Illustrator of the Month: Tomi Ungerer
Our new ‘Illustrator of the Month’ blog series focuses on some of our favourite illustrators, their lives and their works. This is a chance to learn more about the lives of the people who illustrated your favourite books, the influences that shaped their art style and storytelling, and some of their lesser known projects.
Tomi Ungerer is a French cult illustrator who was part of the turn towards more unusual and edgy children’s books in the US in the sixties. He started out in advertising and quickly gained a reputation for his visual playfulness and his bold experimental style, which was at the time wildly different from the traditional and homely style of many American magazine illustrators. He became one of the most prolific and popular children’s author-illustrators of that decade, but for a time his boundary-pushing art became too much for the establishment and he is only recently reclaiming the level of recognition that he deserves.
Absurd humour for absurd humanity
Tomi grew up in Strasbourg in the Alsace region of France. As a young child he witnessed occupation under the Nazi regime, which he says has had a huge influence on his outlook on life, and on his work. His books are known both for their sense of social justice and for their absurd humour, and both of these sensibilities were influenced by what Tomi witnessed during the war and after liberation. He speaks in the brilliant documentary Far Out Isn’t Far Enough: The Tomi Ungerer Story, about the absurdity of war and how he always felt caught between two identities, as Alsace straddles the border of France and Germany.
When Alsace was liberated the city of Strasbourg rejoiced, but soon afterwards the French liberationists burned all of the classic German books in the library. The hypocrisy and contradiction of these actions made a young Tomi keenly aware of the absurdity of humanity, so his books combine a strong sense of morality with a darkly satirical humour.
Growing up under the Nazis gave Ungerer a sense of fear that never fully left him and some of his best known books explore this sense of anxiety and unbelonging. Otto: the Autobiography of a Teddy Bear tells the story of a bear belonging to a Jewish boy, who loses contact with his owner during the World War II. Even though it is told through the voice of a teddy bear and has a happy ending, this is no cutesy story, and it doesn’t try to conceal the brutalities of war. Ungerer writes in the Tomi Ungerer Treasury that “children should be exposed to what war is like as early as possible. If you don’t share stories like this, how are you going to bring awareness?” For Ungerer, the only way to change things for the better is to educate younger generations on injustice, so that they will grow up seeking to improve a flawed world.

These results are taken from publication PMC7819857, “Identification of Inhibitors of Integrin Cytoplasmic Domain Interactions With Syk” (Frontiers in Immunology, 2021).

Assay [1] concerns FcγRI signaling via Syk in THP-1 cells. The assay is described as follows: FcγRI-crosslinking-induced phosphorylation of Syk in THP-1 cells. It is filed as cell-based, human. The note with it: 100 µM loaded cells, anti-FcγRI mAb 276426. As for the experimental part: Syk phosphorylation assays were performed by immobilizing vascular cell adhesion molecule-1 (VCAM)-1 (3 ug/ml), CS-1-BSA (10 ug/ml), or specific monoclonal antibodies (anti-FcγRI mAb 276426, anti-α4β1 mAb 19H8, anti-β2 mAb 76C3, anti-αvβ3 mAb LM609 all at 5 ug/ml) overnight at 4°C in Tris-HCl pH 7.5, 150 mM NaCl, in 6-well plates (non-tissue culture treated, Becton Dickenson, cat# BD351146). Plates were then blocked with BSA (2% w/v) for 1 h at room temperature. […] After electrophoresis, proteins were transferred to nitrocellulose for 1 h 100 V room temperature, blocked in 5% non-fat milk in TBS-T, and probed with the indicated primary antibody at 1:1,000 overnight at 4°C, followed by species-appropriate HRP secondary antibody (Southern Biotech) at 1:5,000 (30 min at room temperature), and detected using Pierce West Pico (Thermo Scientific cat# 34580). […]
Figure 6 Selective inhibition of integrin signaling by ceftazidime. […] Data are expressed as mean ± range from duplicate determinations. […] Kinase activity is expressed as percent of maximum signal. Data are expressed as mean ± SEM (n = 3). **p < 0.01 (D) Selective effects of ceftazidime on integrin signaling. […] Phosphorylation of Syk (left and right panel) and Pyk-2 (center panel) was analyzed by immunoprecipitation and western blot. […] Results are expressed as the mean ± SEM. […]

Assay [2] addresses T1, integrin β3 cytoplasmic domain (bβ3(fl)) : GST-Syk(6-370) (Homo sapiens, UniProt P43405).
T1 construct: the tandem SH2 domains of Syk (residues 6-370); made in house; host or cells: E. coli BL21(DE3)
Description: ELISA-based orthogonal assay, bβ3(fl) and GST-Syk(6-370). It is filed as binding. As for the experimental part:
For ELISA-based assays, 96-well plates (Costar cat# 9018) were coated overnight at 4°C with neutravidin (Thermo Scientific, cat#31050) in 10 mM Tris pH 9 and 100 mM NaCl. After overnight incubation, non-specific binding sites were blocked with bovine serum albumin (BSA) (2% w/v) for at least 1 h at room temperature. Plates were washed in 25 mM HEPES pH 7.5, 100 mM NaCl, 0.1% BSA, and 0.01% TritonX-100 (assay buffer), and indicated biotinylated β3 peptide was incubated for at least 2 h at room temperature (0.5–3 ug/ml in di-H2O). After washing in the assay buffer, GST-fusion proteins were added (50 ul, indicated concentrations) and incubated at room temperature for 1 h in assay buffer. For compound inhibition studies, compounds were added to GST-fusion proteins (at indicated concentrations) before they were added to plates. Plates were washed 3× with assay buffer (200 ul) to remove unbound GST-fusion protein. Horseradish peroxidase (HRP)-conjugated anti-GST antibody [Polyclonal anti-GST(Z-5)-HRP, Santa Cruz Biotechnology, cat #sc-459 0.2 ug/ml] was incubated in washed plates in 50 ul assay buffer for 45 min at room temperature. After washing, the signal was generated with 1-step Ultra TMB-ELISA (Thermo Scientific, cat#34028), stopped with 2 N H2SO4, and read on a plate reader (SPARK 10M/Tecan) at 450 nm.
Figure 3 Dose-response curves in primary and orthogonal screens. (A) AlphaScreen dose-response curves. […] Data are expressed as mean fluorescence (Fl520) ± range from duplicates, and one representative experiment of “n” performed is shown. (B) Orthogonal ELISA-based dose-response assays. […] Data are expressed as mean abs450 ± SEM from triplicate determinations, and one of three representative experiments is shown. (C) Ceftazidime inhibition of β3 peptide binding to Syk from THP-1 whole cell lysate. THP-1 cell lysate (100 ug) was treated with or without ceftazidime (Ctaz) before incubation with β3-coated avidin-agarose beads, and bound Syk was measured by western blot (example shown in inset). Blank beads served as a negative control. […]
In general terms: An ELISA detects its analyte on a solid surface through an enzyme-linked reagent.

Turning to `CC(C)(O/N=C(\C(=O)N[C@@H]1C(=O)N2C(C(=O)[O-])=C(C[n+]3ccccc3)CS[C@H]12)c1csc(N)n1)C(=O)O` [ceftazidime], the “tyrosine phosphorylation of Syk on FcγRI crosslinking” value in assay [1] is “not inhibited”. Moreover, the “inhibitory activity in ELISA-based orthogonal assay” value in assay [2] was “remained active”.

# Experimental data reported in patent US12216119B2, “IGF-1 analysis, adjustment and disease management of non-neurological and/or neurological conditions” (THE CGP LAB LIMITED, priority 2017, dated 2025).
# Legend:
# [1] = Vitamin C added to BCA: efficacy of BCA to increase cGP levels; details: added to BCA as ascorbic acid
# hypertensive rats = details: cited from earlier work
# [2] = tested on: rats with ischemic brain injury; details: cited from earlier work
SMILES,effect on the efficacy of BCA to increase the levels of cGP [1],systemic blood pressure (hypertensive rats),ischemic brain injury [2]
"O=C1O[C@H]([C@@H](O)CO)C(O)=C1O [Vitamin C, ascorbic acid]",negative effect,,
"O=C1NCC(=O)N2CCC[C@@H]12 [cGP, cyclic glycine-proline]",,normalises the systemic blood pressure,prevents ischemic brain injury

Searching for belonging
Ungerer’s adventurous spirit meant he soon left his native patch seeking opportunity and new experiences. In 1956 he touched down in New York City and began seeking work as an illustrator. In the days before television, illustration was big business in newspapers and magazines, and he trawled his way round publishers’ art departments with a box full of drawings until he found work.
He quickly built up a reputation for his witty imagination and bold graphic style, and it wasn’t long until he made the transition to children’s books. This was fertile ground for Ungerer with his childlike ability to see through the contradictions of the adult world. Books such as The Mellops series, The Three Robbers and Adelaide were a wild success and for years he was one of the leading children’s authors in America.
This was a boom-time for bold and innovative children’s illustration, with other author-illustrators like Maurice Sendak (who called Tomi Ungerer a “spectacular graphic genius”), also challenging the accepted modes of children’s books in both subject and style. While the trend in recent years had been for sweet and cuddly stories like Goodnight Moon and Harold and the Purple Crayon, Ungerer favoured characters and animals that no one else would think to make the hero of a children’s book; bats, vultures, octopuses and snakes all became lovable protagonists.
His stories thus teach us that everyone has something to bring to the table, and that when you tap into your unique and authentic self you can reach your full potential. Take Emile, the octopus, who because of his many arms makes an excellent multi-instrumentalist.
Tomi’s experiences as an immigrant in New York inspired one of his most beloved books. Moon Man tells the story of the man in the moon visiting earth to join in the fun, only to find that he is treated as an invader and thrown into jail! The Moon Man is just looking for a place to fit in where he can have some company and enjoy the fruits of our planet, but the government officials of earth want to keep tight control of borders and distrust any form of difference. Written during the Cold War, the story is as relevant today as when it was first published. Children who read this book will pick up on its message about welcoming and respecting differences and newcomers, without it having to be spelled out. Ungerer’s work never talks down to children, but has utmost respect for their natural sense of curiosity and exploration.
Ungerer packs a lot of punch into his stories but the actual word count is often minimal; he lets the pictures take a leading role. Moon Man features double page spreads of colourful pen and ink paintings. The illustrator uses tempera, a method of painting with pigment mixed in a solution, so that his illustrations are textured with brushstrokes, ink bubbles and streaks of colour. The gentle blue wash of the shimmering Moon Man emphasises his gentleness in contrast with the bold and brash colours of the earth upon which he has landed.